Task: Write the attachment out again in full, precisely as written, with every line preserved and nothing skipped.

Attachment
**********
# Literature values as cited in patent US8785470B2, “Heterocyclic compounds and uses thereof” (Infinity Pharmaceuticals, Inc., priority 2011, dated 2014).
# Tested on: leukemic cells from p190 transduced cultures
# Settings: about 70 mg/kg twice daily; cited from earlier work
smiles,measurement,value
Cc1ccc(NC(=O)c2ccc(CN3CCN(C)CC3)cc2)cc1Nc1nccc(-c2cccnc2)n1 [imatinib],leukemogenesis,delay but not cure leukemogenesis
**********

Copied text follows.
# Literature values as cited in patent US8785470B2, “Heterocyclic compounds and uses thereof” (Infinity Pharmaceuticals, Inc., priority 2011, dated 2014).
# Tested on: leukemic cells from p190 transduced cultures
# Settings: about 70 mg/kg twice daily; cited from earlier work
smiles,measurement,value
Cc1ccc(NC(=O)c2ccc(CN3CCN(C)CC3)cc2)cc1Nc1nccc(-c2cccnc2)n1 [imatinib],leukemogenesis,delay but not cure leukemogenesis